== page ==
For years, experts on the academic and scientific workforce have talked about a "leaky pipeline" in which women with talent in science and technology fields are less likely than men to pursue doctorates and potentially become faculty members.
A study published Tuesday in the journal Frontiers in Psychology says that the pipeline may no longer be leaking more women than men. The study suggests that academic science may be losing a lot of talent -- men and women alike -- so the leaky pipeline metaphor may still be valid. But it may not be gender based anymore -- at least with regard to the proportion of bachelor's degree recipients in various science and technology fields who go on to earn Ph.D.s in those fields.
The paper compares this ratio for women and men over decades of cohorts in physical science, technology, engineering and mathematics. These are the science and technology fields where, traditionally, women have lagged behind men. (The figures are more favorable to women in the biological sciences.)
The researchers in the paper gathered data from two national longitudinal studies: the National Survey of College Graduates and the Survey of Doctorate Recipients. They found that, in the 1970s, men who earned bachelor's degrees in the fields studied were 1.6 to 1.7 times more likely than women to go on to earn a Ph.D. With more men than women earning bachelor's degrees to start with, this "leaky pipeline" contributed to fields in academic science where women were scarce.
But by the 1990s, and continuing on, the male and female cohorts earning bachelor's degrees in these fields were equally likely to go on to earn a Ph.D. While the percentages of all bachelor's graduates going on to earn a Ph.D. were going down, there was no gender gap any more.
The paper cautions that some of those in the last cohorts may yet earn Ph.D.s, so the figures for those cohorts (when the 2010 deadline is removed) may go up a bit. But to date, there is no indication that those changes will differ for male and female students.
The authors of the paper are David Miller, an advanced doctoral student in psychology at Northwestern University, and Jonathan Wai, a research scientist at the Duke University Talent Identification Program. Northwestern's news release on the findings pointed to the potential for this study to challenge conventional wisdom about women in science. The headline on the release: "Think again about gender gap in science."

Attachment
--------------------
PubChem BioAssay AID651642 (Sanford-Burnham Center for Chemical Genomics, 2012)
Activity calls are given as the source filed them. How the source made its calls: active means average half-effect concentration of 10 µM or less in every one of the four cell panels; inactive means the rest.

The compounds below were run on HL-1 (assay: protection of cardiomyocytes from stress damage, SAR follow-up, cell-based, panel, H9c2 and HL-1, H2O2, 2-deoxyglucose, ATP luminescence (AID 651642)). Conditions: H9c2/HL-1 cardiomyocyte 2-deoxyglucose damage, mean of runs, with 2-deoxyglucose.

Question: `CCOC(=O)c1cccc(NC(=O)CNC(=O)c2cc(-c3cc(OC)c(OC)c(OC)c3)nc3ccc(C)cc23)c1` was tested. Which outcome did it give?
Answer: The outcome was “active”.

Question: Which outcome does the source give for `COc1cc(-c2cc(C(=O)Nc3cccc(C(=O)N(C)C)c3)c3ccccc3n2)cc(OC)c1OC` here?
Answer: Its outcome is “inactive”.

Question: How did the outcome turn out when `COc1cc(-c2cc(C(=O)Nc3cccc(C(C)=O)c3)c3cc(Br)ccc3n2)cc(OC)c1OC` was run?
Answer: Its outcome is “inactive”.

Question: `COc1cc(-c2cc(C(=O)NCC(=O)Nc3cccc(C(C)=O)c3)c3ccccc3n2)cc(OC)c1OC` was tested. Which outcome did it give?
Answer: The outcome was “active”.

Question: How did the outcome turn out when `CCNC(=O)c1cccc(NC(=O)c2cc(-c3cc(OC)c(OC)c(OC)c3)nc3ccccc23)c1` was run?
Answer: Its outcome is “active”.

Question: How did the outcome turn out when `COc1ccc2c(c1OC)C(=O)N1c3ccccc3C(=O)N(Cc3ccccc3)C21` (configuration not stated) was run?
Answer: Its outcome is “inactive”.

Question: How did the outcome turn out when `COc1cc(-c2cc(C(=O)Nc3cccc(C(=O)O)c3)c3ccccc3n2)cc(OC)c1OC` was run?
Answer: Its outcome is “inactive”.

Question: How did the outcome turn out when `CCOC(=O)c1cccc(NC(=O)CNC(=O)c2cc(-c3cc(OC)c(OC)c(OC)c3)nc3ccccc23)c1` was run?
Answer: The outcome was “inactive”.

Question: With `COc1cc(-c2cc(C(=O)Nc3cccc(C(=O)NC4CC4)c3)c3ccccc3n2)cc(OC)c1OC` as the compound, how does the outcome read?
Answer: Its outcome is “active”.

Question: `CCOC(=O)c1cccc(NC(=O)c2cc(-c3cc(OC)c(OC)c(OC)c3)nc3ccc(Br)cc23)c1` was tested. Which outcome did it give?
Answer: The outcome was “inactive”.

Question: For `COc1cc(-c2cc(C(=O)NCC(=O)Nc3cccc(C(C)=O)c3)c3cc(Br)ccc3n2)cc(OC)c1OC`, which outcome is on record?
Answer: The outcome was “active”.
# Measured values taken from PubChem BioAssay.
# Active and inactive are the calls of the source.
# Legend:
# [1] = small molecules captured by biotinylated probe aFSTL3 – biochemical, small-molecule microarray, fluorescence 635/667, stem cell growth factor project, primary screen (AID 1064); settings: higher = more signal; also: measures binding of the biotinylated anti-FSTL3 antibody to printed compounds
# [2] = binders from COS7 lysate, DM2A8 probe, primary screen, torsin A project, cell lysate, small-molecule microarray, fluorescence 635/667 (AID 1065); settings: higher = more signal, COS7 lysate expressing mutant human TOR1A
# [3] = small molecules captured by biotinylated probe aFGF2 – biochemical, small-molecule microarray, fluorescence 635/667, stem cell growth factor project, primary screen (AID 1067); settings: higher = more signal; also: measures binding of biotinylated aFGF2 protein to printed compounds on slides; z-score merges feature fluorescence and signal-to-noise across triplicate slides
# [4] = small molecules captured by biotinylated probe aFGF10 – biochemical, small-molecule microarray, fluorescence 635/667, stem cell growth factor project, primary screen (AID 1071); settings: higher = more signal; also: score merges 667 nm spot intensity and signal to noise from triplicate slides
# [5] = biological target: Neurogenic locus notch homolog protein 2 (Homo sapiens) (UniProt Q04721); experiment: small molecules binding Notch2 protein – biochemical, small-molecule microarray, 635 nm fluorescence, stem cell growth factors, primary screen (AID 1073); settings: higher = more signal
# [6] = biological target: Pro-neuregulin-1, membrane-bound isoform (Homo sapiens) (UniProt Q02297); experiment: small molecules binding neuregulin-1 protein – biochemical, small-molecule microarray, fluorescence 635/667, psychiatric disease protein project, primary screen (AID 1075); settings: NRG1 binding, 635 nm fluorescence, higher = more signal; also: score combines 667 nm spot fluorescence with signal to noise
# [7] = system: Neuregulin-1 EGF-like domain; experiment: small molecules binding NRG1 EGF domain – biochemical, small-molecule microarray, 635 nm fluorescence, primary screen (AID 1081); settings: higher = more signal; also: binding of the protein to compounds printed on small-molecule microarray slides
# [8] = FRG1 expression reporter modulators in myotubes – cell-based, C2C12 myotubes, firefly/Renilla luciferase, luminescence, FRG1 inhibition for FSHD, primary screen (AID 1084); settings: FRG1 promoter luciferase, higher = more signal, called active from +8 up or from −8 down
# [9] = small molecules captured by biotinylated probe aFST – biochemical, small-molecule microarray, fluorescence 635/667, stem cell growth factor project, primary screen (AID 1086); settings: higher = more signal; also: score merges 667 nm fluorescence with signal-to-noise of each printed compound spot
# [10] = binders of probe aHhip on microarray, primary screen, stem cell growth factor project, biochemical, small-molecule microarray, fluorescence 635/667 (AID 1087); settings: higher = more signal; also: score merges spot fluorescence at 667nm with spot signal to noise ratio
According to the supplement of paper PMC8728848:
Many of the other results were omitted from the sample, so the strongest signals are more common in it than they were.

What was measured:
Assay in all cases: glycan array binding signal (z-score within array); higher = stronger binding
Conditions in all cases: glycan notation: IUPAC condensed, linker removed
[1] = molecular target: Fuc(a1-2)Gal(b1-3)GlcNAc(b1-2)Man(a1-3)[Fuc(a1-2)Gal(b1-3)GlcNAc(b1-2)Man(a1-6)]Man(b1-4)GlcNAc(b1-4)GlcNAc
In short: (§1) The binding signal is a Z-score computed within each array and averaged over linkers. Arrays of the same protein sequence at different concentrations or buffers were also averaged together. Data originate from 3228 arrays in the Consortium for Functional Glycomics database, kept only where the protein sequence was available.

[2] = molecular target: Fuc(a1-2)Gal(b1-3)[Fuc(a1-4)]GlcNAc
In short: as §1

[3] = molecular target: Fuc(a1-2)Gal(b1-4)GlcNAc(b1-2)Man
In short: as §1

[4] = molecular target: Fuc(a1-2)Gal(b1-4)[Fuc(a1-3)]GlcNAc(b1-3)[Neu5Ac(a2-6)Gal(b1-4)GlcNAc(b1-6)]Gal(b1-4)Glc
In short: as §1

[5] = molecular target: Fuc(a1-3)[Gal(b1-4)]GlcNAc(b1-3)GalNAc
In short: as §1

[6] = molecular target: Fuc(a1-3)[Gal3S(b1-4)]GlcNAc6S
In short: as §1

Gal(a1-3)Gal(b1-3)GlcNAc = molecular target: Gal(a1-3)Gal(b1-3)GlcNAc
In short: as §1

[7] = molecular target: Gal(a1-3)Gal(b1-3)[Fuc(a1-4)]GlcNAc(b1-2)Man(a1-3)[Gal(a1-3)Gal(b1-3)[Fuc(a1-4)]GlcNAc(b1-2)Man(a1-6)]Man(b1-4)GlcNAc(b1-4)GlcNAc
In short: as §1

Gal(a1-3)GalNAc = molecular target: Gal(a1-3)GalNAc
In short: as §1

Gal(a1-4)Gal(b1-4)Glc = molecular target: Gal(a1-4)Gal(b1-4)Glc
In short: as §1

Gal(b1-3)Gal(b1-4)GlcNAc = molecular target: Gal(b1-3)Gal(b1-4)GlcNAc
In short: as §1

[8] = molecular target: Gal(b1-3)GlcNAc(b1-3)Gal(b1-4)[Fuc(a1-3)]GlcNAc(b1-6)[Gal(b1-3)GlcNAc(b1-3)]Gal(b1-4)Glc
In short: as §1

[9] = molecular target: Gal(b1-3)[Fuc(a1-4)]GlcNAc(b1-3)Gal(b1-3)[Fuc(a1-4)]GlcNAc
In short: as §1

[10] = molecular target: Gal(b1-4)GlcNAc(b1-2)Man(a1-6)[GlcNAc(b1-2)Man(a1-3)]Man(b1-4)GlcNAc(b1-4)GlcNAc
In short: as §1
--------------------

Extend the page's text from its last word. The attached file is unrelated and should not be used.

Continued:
In an interview, Miller was more cautious. He noted that there were differences among disciplines. In the physical sciences, for example, the gap between men and women was narrowed by a greater share of women completing Ph.D.s, while in computer science, the gap narrowed because fewer men were earning Ph.D.s.
He also said it was important to consider factors that may have little to do with the relative inclusiveness of various science disciplines. For example, he said that in fields such as computer science, the time period covered included years in which lucrative job opportunities existed for men and women with proven expertise but without Ph.D.s. So the reasons people didn't finish doctorates may have had nothing to do with gender. Others may have been scared off by reports of the poor academic job market.
Miller said that it was the case, however, that whatever factors were influencing the decision to complete a science or technology doctorate were, in aggregate, playing out the same way for men and women.
While the decision to get a Ph.D. is crucial to the pipeline in academic science, Miller said there are plenty of other issues that may be gender related and deserve continued attention. For instance, he noted (as does the paper) a recent drop in the number of women in science assistant professor positions (after several decades of slow but steady increases).
And Miller stressed that the positive findings about the leaky pipeline to the Ph.D. should not be read as a call to end the numerous programs colleges and universities have created to encourage women in science and technology fields. He said that those programs were making real progress and identifying scientific talent that might otherwise be overlooked.
Sue V. Rosser, provost of San Francisco State University and author of Breaking Into the Lab: Engineering Progress for Women in Science, said via e-mail that she was skeptical that the results reflected progress for women. "The major finding of the study is the 'leakage' or loss of men. It's not so much that women are leaking less; in fact, it's pretty constant. It's just that the [number of] men receiving STEM Ph.D.s [has] decreased."
Mary Ann Mason, codirector of the Center, Economics and Family Security at the University of California at Berkeley School of Law, said via e-mail that she saw the data as evidence of the continued problem of women not being provided the right environment to enter the professoriate. She said the emphasis on the study is on "the wrong trajectory," and that women who do finish Ph.D.s often feel that academic science is not a good career choice. And she said many women do finish their Ph.D.s and then leave academe. "They had decided the academy was not family friendly -- while in graduate school, or as postdocs, and they would not pursue a career in research science -- but they might be able to use the Ph.D. for something else," she said.